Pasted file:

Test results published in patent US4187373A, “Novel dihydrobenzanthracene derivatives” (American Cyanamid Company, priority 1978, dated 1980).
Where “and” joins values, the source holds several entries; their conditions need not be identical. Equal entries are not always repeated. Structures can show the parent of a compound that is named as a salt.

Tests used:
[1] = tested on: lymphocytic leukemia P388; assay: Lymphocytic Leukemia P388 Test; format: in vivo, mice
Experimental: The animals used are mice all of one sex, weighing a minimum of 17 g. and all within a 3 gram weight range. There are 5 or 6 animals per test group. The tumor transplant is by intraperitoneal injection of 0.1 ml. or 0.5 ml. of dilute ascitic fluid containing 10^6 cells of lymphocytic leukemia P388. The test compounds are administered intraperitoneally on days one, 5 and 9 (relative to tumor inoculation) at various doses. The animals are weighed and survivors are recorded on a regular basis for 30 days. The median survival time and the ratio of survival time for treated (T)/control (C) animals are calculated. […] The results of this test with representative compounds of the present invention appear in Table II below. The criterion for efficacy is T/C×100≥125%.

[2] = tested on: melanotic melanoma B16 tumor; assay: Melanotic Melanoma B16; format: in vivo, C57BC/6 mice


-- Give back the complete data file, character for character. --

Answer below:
Test results published in patent US4187373A, “Novel dihydrobenzanthracene derivatives” (American Cyanamid Company, priority 1978, dated 1980).
Where “and” joins values, the source holds several entries; their conditions need not be identical. Equal entries are not always repeated. Structures can show the parent of a compound that is named as a salt.

Tests used:
[1] = tested on: lymphocytic leukemia P388; assay: Lymphocytic Leukemia P388 Test; format: in vivo, mice
Experimental: The animals used are mice all of one sex, weighing a minimum of 17 g. and all within a 3 gram weight range. There are 5 or 6 animals per test group. The tumor transplant is by intraperitoneal injection of 0.1 ml. or 0.5 ml. of dilute ascitic fluid containing 10^6 cells of lymphocytic leukemia P388. The test compounds are administered intraperitoneally on days one, 5 and 9 (relative to tumor inoculation) at various doses. The animals are weighed and survivors are recorded on a regular basis for 30 days. The median survival time and the ratio of survival time for treated (T)/control (C) animals are calculated. […] The results of this test with representative compounds of the present invention appear in Table II below. The criterion for efficacy is T/C×100≥125%.

[2] = tested on: melanotic melanoma B16 tumor; assay: Melanotic Melanoma B16; format: in vivo, C57BC/6 mice